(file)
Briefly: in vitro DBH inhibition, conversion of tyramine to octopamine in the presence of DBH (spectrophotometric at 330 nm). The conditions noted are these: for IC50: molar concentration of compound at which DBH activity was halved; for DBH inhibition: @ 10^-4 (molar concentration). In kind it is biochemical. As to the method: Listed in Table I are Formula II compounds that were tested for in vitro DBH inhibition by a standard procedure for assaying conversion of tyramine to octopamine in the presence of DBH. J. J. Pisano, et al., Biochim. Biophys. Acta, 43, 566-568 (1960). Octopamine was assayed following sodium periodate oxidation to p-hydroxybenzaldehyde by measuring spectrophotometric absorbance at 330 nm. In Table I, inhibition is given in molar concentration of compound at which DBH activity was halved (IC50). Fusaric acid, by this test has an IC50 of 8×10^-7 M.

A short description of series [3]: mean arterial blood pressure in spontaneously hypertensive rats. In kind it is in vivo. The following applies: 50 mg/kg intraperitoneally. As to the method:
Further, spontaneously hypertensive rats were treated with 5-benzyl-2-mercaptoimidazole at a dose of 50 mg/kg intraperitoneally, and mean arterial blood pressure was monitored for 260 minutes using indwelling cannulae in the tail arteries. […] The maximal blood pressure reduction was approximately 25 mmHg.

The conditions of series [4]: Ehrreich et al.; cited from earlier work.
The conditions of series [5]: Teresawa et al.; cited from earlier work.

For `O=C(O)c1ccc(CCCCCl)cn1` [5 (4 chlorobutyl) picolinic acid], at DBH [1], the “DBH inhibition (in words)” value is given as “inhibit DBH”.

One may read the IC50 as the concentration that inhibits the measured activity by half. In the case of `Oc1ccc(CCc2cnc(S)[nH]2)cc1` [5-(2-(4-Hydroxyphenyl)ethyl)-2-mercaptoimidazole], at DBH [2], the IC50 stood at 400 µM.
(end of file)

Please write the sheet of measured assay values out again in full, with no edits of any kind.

Briefly: in vitro DBH inhibition, conversion of tyramine to octopamine in the presence of DBH (spectrophotometric at 330 nm). The conditions noted are these: for IC50: molar concentration of compound at which DBH activity was halved; for DBH inhibition: @ 10^-4 (molar concentration). In kind it is biochemical. As to the method: Listed in Table I are Formula II compounds that were tested for in vitro DBH inhibition by a standard procedure for assaying conversion of tyramine to octopamine in the presence of DBH. J. J. Pisano, et al., Biochim. Biophys. Acta, 43, 566-568 (1960). Octopamine was assayed following sodium periodate oxidation to p-hydroxybenzaldehyde by measuring spectrophotometric absorbance at 330 nm. In Table I, inhibition is given in molar concentration of compound at which DBH activity was halved (IC50). Fusaric acid, by this test has an IC50 of 8×10^-7 M.

A short description of series [3]: mean arterial blood pressure in spontaneously hypertensive rats. In kind it is in vivo. The following applies: 50 mg/kg intraperitoneally. As to the method:
Further, spontaneously hypertensive rats were treated with 5-benzyl-2-mercaptoimidazole at a dose of 50 mg/kg intraperitoneally, and mean arterial blood pressure was monitored for 260 minutes using indwelling cannulae in the tail arteries. […] The maximal blood pressure reduction was approximately 25 mmHg.

The conditions of series [4]: Ehrreich et al.; cited from earlier work.
The conditions of series [5]: Teresawa et al.; cited from earlier work.

For `O=C(O)c1ccc(CCCCCl)cn1` [5 (4 chlorobutyl) picolinic acid], at DBH [1], the “DBH inhibition (in words)” value is given as “inhibit DBH”.

One may read the IC50 as the concentration that inhibits the measured activity by half. In the case of `Oc1ccc(CCc2cnc(S)[nH]2)cc1` [5-(2-(4-Hydroxyphenyl)ethyl)-2-mercaptoimidazole], at DBH [2], the IC50 stood at 400 µM.